Tesla Inc. (NASDAQ: TSLA) has reported blowout results once again despite production disruption and supply chain issues, underscoring the strength of its business model and brand power. The highlight of the company’s first-quarter 2022 report was record-high automotive margins, reflecting strong vehicle sales and higher prices.
The success of the Austin-based tech firm, which has revolutionized the electric vehicle market, can be attributed to the solid demand for its Model-3 and Model-Y passenger vehicles that accounted for 95% of total deliveries in the most recent quarter. CEO Elon Musk, who recently stirred a media buzz by making an unsolicited offer to acquire microblogging platform Twitter Inc. (NYSE: TWTR), is pursuing an ambitious goal of growing production by 50% to around one-and-half million units this year.
During his post-earnings interaction with analysts, Musk said “We’re really at the early stage of our journey. We only crossed 1 million units in the past 12 months recently, and we aspire to head to 20 million units a year, so we’re basically 5% along the way towards our goal. And we are growing very rapidly year-over-year and remain confident of exceeding 50% annual growth for the foreseeable future for basically several of the next years.”
Interestingly, Tesla’s stock has performed much better than its peers in the automotive industry as well as the Nasdaq Composite. In general, the outlook on the company is quite encouraging, mainly due to its resilience to the macro headwinds. That makes the stock a good investment, but there are concerns that it is overvalued. After the prolonged rally, it seems there isn’t much room for TSLA to grow further in the near term but it remains one of the best stocks for long-term investment.
Tesla has done a good job in strengthening its balance sheet – cash flows increased steadily since the early growth stage. Also, long-term debt, excluding product financing, dropped to near-zero. Meanwhile, Tesla products are expected to become more expensive going forward due to rising raw material costs and elevated inflation, though the management vows to make EVs more affordable.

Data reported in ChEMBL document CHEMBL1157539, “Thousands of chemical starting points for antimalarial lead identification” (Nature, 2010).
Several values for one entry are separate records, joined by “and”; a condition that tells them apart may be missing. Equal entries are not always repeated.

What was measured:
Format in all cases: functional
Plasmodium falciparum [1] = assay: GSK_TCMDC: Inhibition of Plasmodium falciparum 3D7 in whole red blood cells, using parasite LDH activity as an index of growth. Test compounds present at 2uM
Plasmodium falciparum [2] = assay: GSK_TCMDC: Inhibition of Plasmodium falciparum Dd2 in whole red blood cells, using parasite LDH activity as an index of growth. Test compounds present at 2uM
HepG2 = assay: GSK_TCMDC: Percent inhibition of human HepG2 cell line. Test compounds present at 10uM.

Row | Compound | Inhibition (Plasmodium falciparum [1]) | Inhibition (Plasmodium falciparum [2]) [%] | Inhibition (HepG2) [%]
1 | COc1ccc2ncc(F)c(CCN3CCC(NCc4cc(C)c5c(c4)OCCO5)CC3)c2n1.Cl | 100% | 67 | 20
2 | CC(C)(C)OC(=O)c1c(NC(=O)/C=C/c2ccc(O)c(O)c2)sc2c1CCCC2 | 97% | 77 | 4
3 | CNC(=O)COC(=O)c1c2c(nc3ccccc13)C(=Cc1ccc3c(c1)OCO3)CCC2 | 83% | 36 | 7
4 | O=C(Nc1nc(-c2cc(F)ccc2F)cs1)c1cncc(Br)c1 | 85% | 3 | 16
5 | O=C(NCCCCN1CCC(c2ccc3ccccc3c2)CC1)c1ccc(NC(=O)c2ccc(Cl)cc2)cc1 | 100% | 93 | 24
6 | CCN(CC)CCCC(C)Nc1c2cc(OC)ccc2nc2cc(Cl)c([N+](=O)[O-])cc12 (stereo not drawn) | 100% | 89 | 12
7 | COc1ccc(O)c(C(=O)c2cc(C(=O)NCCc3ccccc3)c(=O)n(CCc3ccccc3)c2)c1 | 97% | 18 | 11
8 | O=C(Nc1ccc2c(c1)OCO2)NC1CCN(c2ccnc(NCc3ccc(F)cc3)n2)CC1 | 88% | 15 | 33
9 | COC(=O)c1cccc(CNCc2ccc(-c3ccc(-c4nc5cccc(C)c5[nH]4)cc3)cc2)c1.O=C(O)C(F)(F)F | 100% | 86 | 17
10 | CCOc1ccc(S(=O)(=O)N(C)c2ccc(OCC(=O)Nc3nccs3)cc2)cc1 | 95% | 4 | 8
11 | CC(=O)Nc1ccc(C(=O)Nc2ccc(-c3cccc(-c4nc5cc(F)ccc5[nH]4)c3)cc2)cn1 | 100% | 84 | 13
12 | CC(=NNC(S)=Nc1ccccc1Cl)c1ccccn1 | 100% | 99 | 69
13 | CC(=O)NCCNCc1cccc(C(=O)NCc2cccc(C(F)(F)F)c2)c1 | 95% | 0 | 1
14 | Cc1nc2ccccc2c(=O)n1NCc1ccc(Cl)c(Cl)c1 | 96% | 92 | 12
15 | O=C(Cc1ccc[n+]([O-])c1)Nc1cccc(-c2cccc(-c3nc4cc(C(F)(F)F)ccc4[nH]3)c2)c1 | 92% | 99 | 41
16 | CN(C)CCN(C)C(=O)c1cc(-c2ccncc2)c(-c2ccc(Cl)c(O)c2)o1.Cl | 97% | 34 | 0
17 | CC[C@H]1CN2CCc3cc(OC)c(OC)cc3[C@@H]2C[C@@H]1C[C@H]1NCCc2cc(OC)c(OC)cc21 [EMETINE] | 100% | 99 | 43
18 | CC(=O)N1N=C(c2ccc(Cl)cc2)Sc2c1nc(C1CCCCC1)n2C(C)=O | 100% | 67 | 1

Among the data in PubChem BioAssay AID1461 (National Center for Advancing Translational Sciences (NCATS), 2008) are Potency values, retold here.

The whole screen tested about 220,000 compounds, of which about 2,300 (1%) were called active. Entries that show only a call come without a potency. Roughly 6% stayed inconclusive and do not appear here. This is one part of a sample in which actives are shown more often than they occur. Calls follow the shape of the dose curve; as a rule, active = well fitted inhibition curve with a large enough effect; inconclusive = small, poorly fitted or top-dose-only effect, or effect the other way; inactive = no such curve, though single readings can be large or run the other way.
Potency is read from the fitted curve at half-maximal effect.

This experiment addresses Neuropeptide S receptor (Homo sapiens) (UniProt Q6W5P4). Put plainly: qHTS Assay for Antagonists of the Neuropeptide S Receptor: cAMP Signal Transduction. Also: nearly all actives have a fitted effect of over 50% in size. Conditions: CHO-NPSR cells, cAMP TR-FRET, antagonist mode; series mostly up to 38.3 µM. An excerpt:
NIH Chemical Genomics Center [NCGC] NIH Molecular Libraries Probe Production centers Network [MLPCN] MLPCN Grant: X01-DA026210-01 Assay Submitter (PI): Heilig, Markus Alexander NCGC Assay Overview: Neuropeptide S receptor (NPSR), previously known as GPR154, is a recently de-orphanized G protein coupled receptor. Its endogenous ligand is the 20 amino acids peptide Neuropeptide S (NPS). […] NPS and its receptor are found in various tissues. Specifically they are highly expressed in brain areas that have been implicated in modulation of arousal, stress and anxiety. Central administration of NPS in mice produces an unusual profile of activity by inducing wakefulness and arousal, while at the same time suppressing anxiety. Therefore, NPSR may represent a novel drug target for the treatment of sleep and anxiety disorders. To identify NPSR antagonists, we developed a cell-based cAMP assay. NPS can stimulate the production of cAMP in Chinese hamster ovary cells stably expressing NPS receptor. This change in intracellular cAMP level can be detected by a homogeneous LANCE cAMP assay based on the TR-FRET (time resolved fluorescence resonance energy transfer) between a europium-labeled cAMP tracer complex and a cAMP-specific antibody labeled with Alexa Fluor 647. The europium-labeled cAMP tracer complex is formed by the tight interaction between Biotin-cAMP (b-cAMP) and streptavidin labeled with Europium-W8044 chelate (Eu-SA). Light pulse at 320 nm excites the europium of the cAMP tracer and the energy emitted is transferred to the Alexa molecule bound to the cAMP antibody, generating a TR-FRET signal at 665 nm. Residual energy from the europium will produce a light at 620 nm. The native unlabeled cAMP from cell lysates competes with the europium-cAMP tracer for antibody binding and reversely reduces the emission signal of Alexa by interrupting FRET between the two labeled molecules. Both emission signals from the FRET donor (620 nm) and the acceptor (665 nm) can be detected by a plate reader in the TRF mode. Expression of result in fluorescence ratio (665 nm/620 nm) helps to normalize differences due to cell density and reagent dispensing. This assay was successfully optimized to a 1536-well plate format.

The company seems to be on track to meet its near-term growth targets but virus-related shutdowns, especially in Shanghai where COVID resurgence has caused disruption, could cause roadblocks. It goes without saying that long wait times and delays in delivery would be dampeners as far as customer sentiment is concerned. However, things would improve significantly in the second half of the year as the factory ramp at Austin and Berlin gathers pace.
While being encouraged by the impressive performance of the automotive segment, Tesla’s stakeholders would be closely tracking the company’s other ventures like full self-driving cars and Robo-taxi, which are progressing at a sluggish pace. Solar deployments dropped sharply from last year, hurt by unfavorable market conditions and short-supply of components including microprocessors.
Despite the capacity reduction, including a one-month loss of built volume in China, the company produced 305,407 units in the first quarter, which is up 69% from last year but slightly below the prior-quarter levels. Deliveries rose at a similar pace to 310,048. The results also benefited from a shift in the mix to more profitable vehicles and a one-time regulatory credit.
Revenues rose a whopping 81% to $18.8 billion in the first quarter, reflecting double-digit growth across all operating segments, with the automotive division contributing around 85% of total revenues. As a result, adjusted earnings more than doubled to $3.22 per share. Both numbers exceeded experts’ projections. The bottom line also benefitted from continued moderation in operating expenses.
Tesla’s shares made strong gains soon after the earnings announcement and breached the $1,000-mark once again, after gaining 10% in the past 30 days.
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